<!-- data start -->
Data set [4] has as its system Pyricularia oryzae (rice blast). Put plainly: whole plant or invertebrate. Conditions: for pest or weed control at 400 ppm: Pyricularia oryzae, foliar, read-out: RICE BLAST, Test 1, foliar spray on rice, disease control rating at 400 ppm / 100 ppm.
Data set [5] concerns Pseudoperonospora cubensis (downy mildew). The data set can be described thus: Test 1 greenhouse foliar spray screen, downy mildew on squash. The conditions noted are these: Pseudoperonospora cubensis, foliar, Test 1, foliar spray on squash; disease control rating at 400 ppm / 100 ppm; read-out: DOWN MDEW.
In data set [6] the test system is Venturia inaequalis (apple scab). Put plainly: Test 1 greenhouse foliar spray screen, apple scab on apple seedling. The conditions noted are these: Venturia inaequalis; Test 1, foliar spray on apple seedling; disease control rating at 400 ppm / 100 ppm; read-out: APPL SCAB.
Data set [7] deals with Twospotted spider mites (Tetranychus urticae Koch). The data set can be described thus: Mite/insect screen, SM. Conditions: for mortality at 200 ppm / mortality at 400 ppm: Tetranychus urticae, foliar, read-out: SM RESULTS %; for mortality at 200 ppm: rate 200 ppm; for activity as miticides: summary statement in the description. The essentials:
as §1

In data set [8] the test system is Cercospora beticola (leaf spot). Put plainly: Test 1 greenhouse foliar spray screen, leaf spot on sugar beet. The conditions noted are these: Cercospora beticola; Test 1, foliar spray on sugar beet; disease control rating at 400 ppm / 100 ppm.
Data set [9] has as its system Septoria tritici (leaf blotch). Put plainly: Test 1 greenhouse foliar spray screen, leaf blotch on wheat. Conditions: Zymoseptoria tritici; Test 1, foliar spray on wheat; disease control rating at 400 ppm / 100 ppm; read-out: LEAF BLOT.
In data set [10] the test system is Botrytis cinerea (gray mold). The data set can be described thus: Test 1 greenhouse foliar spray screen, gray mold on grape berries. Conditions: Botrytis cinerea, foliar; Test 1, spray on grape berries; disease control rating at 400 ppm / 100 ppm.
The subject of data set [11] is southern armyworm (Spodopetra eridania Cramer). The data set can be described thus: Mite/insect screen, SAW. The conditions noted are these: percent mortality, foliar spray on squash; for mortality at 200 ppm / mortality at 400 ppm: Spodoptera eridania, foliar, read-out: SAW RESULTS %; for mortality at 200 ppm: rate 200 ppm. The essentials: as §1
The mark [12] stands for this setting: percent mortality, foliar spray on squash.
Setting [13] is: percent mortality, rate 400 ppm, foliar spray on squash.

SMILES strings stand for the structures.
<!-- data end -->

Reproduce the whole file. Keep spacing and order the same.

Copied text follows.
Data set [4] has as its system Pyricularia oryzae (rice blast). Put plainly: whole plant or invertebrate. Conditions: for pest or weed control at 400 ppm: Pyricularia oryzae, foliar, read-out: RICE BLAST, Test 1, foliar spray on rice, disease control rating at 400 ppm / 100 ppm.
Data set [5] concerns Pseudoperonospora cubensis (downy mildew). The data set can be described thus: Test 1 greenhouse foliar spray screen, downy mildew on squash. The conditions noted are these: Pseudoperonospora cubensis, foliar, Test 1, foliar spray on squash; disease control rating at 400 ppm / 100 ppm; read-out: DOWN MDEW.
In data set [6] the test system is Venturia inaequalis (apple scab). Put plainly: Test 1 greenhouse foliar spray screen, apple scab on apple seedling. The conditions noted are these: Venturia inaequalis; Test 1, foliar spray on apple seedling; disease control rating at 400 ppm / 100 ppm; read-out: APPL SCAB.
Data set [7] deals with Twospotted spider mites (Tetranychus urticae Koch). The data set can be described thus: Mite/insect screen, SM. Conditions: for mortality at 200 ppm / mortality at 400 ppm: Tetranychus urticae, foliar, read-out: SM RESULTS %; for mortality at 200 ppm: rate 200 ppm; for activity as miticides: summary statement in the description. The essentials:
as §1

In data set [8] the test system is Cercospora beticola (leaf spot). Put plainly: Test 1 greenhouse foliar spray screen, leaf spot on sugar beet. The conditions noted are these: Cercospora beticola; Test 1, foliar spray on sugar beet; disease control rating at 400 ppm / 100 ppm.
Data set [9] has as its system Septoria tritici (leaf blotch). Put plainly: Test 1 greenhouse foliar spray screen, leaf blotch on wheat. Conditions: Zymoseptoria tritici; Test 1, foliar spray on wheat; disease control rating at 400 ppm / 100 ppm; read-out: LEAF BLOT.
In data set [10] the test system is Botrytis cinerea (gray mold). The data set can be described thus: Test 1 greenhouse foliar spray screen, gray mold on grape berries. Conditions: Botrytis cinerea, foliar; Test 1, spray on grape berries; disease control rating at 400 ppm / 100 ppm.
The subject of data set [11] is southern armyworm (Spodopetra eridania Cramer). The data set can be described thus: Mite/insect screen, SAW. The conditions noted are these: percent mortality, foliar spray on squash; for mortality at 200 ppm / mortality at 400 ppm: Spodoptera eridania, foliar, read-out: SAW RESULTS %; for mortality at 200 ppm: rate 200 ppm. The essentials: as §1
The mark [12] stands for this setting: percent mortality, foliar spray on squash.
Setting [13] is: percent mortality, rate 400 ppm, foliar spray on squash.

SMILES strings stand for the structures.